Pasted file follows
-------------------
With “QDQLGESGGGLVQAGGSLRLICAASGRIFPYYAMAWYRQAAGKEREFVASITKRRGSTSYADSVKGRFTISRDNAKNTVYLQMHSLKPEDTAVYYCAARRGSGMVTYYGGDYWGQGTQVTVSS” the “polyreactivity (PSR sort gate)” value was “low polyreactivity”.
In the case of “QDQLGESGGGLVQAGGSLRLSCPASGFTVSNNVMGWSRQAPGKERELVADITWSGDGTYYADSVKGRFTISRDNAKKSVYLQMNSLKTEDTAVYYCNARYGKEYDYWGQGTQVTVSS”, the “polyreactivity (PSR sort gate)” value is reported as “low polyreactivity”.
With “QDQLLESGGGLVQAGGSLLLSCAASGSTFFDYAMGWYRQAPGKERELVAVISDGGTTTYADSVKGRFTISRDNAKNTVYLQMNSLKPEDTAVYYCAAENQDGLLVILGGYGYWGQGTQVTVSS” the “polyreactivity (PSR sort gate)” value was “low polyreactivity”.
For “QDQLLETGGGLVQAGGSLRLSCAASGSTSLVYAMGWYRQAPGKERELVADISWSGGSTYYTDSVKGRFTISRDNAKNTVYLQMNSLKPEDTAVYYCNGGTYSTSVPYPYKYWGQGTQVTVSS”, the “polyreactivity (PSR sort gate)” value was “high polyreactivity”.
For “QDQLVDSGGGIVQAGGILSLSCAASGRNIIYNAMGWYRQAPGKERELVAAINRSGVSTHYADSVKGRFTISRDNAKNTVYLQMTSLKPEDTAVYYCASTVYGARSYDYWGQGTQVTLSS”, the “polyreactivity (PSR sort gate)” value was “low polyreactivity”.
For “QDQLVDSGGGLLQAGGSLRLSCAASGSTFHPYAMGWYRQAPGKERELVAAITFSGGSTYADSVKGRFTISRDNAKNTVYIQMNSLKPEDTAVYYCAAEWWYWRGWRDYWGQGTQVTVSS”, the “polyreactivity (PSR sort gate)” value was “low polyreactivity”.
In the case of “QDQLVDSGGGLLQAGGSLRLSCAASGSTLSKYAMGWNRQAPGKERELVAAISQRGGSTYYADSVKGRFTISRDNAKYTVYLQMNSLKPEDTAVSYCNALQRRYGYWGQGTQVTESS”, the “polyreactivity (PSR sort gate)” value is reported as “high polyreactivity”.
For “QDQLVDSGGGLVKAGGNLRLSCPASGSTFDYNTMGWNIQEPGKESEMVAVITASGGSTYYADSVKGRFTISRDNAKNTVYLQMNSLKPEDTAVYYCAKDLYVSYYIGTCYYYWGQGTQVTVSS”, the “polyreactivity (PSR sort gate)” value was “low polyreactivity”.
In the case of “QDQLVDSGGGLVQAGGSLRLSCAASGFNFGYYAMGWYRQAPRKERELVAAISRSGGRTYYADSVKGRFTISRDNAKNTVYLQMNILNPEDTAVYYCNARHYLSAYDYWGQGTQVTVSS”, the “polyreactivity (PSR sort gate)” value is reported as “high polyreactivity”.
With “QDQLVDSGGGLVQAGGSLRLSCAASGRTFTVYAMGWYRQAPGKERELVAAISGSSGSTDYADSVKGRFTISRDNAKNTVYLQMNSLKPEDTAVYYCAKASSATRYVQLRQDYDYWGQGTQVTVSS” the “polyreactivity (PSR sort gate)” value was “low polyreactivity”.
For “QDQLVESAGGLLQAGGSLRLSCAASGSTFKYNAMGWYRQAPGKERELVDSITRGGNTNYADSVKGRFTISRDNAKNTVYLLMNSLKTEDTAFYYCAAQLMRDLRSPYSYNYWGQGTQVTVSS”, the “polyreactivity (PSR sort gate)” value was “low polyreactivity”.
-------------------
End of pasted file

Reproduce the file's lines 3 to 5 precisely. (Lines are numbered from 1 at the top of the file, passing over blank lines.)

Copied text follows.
With “QDQLLESGGGLVQAGGSLLLSCAASGSTFFDYAMGWYRQAPGKERELVAVISDGGTTTYADSVKGRFTISRDNAKNTVYLQMNSLKPEDTAVYYCAAENQDGLLVILGGYGYWGQGTQVTVSS” the “polyreactivity (PSR sort gate)” value was “low polyreactivity”.
For “QDQLLETGGGLVQAGGSLRLSCAASGSTSLVYAMGWYRQAPGKERELVADISWSGGSTYYTDSVKGRFTISRDNAKNTVYLQMNSLKPEDTAVYYCNGGTYSTSVPYPYKYWGQGTQVTVSS”, the “polyreactivity (PSR sort gate)” value was “high polyreactivity”.
For “QDQLVDSGGGIVQAGGILSLSCAASGRNIIYNAMGWYRQAPGKERELVAAINRSGVSTHYADSVKGRFTISRDNAKNTVYLQMTSLKPEDTAVYYCASTVYGARSYDYWGQGTQVTLSS”, the “polyreactivity (PSR sort gate)” value was “low polyreactivity”.